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Hi, I'm Nan Mac and this is my Golden, Uncle Bob. Welcome to our little portion of the internet. I help you do things to define your style and Uncle Bob is your cheerleader.

Rosie’s Daughters; The Honorable Women.

Rosie’s Daughters; The Honorable Women.

It’s been my habit, over the years, to think about my relationship to other people, and being a woman, and what it all means in my little corner of the world. 

In my studies, I’ve learned something about my generation of women. You’re the ones reading my articles, so now I want to share something I’ve learned about you. My amazing contemporaries. The fabulous women of my generation.  

Long ago, I realized my peer group of women is, perhaps, the most unique that the American Culture has ever produced. This is due to the cultural influences of the times in which we were reared. We alone had the 1950’s as our guideposts in our early years, we watched the 1960’s unfold in our tweens, and the 1970’s were the guideposts of our teens or early 20's. 

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Our childhood plays a role.

Yet, there was a distinctive difference in our training because our mothers were part of the greatest generation. They were the proud Rosie’s. They flew planes and took over factories. Rosie the Riveter was an iconic image of some very iconic women. The men left to go to war but it was the women left behind that kept the fabric of the entire country from unraveling. Our mothers were truly extraordinary women. From them, we learned about hard work, never accepting defeat, and standing up for what matters. We learned to take pride and give respect. We learned about honoring ideals and honoring our own value in the world. Yet, we also learned to manage alpha-men with ease. We learned how to walk in high heels, cast a come-hither look, and utterly dazzle that suddenly helpless man. The Hollywood icons trusted by our mothers were filtered and polished for us. Jacquelyn Kennedy, Audrey Hepburn, Marilyn Monroe, and Sophia Loren were rolled into our cultural DNA.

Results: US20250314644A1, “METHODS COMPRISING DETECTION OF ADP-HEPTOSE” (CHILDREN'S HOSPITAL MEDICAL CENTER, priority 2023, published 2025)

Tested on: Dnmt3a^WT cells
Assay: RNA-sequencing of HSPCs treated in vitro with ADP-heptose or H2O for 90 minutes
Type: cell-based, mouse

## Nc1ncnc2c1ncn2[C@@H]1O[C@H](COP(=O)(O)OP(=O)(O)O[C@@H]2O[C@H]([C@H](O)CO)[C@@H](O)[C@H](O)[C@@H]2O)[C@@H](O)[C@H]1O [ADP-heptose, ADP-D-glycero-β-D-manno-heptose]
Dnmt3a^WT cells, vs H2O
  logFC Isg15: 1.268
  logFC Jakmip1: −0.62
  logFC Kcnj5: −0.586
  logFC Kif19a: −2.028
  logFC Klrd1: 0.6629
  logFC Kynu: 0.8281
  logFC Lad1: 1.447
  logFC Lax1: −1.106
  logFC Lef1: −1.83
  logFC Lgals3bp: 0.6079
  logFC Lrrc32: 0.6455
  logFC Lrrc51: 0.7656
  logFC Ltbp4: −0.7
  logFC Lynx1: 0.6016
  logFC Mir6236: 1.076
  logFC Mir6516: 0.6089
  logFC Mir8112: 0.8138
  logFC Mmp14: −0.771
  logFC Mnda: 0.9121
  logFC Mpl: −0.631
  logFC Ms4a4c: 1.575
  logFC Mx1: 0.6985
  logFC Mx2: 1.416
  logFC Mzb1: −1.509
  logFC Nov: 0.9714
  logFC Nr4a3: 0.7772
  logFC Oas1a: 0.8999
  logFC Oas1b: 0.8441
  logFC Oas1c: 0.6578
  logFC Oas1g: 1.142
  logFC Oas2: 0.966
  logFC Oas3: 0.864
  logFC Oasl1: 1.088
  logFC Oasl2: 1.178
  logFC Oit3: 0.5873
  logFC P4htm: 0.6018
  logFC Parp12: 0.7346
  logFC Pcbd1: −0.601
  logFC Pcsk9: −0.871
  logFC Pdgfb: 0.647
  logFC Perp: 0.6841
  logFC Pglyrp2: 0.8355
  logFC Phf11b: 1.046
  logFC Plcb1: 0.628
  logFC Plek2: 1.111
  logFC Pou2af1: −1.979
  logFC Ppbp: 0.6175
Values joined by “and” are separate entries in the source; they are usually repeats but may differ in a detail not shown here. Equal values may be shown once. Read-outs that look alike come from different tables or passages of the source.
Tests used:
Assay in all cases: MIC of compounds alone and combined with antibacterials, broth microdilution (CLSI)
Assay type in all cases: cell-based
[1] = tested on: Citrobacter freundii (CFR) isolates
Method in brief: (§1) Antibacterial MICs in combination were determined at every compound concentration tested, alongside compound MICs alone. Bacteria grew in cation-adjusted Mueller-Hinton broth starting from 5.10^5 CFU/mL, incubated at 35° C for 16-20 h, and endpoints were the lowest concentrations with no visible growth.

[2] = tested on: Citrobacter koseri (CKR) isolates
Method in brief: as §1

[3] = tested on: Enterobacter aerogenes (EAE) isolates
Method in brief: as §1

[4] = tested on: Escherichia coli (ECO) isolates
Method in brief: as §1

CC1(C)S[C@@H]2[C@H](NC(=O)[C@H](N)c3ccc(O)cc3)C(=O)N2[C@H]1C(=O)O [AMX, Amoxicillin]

The 1950’s were about women being homemakers. Our mothers’ taught us to cook, sew, care for children, and run a household. We took our high school’s Home Economics class because getting married right after graduation was completely normal. According to PBS, once you’d obtained a husband, working outside the home, if you didn’t absolutely need to, was considered selfish. 

Then, we watched the dramatic changes occur in the 1960’s and heard about peace, love, and nature. And drugs, open sex, and war. By the 1970’s our mothers’ suddenly snatched off their bras, sang about being wise, roaring women, and off they went to work. My mother, for example, ditched homemaking, became an underwriter for a commercial insurance firm, and traveled the country examining factories. What an incredible jump! 

So it seems that in all of history, our generation is the only generation that acquired this well-rounded, cultural education and it was the firm hands of our Mothering Rosies that guided us. 

Our historical codes of behavior. 

Today, we’re all grown up and entering our 50’s and 60’s. We’ve found out that it no matter what we do or what befalls us because we can make it work. We are “can-do” women. 

In looking around at the division between the genders that exist in our country, I’ve located a cause that often gets overlooked. It’s something I believe the women of my generation are perfectly suited to help heal.